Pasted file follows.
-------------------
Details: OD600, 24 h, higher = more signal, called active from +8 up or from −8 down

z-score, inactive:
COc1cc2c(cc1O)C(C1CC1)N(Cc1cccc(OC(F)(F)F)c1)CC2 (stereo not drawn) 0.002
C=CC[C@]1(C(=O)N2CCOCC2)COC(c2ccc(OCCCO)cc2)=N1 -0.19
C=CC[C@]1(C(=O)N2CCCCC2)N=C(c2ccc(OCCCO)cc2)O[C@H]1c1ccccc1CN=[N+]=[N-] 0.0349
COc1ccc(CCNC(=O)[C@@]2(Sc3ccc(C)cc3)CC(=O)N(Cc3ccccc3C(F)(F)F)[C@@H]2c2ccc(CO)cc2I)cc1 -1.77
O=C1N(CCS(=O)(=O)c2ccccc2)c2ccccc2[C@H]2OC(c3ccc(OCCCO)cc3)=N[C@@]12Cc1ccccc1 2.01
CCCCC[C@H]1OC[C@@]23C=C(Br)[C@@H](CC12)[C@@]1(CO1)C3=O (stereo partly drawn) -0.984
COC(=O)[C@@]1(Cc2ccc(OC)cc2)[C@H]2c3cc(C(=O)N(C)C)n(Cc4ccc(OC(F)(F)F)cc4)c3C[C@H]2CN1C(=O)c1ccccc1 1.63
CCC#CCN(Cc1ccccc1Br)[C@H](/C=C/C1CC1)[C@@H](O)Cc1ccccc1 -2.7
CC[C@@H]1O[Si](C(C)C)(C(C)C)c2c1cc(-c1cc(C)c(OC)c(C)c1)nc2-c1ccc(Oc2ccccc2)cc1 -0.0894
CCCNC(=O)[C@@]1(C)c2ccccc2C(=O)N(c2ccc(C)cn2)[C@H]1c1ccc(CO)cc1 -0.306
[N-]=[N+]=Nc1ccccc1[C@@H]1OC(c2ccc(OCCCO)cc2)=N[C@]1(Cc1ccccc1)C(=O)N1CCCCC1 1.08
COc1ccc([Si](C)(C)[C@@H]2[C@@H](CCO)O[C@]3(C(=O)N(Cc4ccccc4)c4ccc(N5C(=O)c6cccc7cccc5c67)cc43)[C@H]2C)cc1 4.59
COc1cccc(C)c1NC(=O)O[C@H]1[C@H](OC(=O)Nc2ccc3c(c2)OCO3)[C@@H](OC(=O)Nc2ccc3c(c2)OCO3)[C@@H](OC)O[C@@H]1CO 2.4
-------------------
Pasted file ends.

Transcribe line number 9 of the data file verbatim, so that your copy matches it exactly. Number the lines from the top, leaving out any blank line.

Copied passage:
COC(=O)[C@@]1(Cc2ccc(OC)cc2)[C@H]2c3cc(C(=O)N(C)C)n(Cc4ccc(OC(F)(F)F)cc4)c3C[C@H]2CN1C(=O)c1ccccc1 1.63